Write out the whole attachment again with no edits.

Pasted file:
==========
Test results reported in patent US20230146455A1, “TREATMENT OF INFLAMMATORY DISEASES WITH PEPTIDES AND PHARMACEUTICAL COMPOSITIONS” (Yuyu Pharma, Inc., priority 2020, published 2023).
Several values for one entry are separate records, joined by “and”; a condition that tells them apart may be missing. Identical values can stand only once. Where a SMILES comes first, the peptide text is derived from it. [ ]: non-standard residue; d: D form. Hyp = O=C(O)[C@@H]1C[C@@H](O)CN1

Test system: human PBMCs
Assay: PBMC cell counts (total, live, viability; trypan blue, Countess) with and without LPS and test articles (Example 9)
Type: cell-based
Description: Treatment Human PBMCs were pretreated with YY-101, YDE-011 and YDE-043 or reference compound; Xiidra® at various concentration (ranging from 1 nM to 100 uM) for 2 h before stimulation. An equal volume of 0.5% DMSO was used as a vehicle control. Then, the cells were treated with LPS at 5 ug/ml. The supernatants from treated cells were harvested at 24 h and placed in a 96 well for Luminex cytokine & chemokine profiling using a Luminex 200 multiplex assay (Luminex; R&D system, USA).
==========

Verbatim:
Test results reported in patent US20230146455A1, “TREATMENT OF INFLAMMATORY DISEASES WITH PEPTIDES AND PHARMACEUTICAL COMPOSITIONS” (Yuyu Pharma, Inc., priority 2020, published 2023).
Several values for one entry are separate records, joined by “and”; a condition that tells them apart may be missing. Identical values can stand only once. Where a SMILES comes first, the peptide text is derived from it. [ ]: non-standard residue; d: D form. Hyp = O=C(O)[C@@H]1C[C@@H](O)CN1

Test system: human PBMCs
Assay: PBMC cell counts (total, live, viability; trypan blue, Countess) with and without LPS and test articles (Example 9)
Type: cell-based
Description: Treatment Human PBMCs were pretreated with YY-101, YDE-011 and YDE-043 or reference compound; Xiidra® at various concentration (ranging from 1 nM to 100 uM) for 2 h before stimulation. An equal volume of 0.5% DMSO was used as a vehicle control. Then, the cells were treated with LPS at 5 ug/ml. The supernatants from treated cells were harvested at 24 h and placed in a 96 well for Luminex cytokine & chemokine profiling using a Luminex 200 multiplex assay (Luminex; R&D system, USA).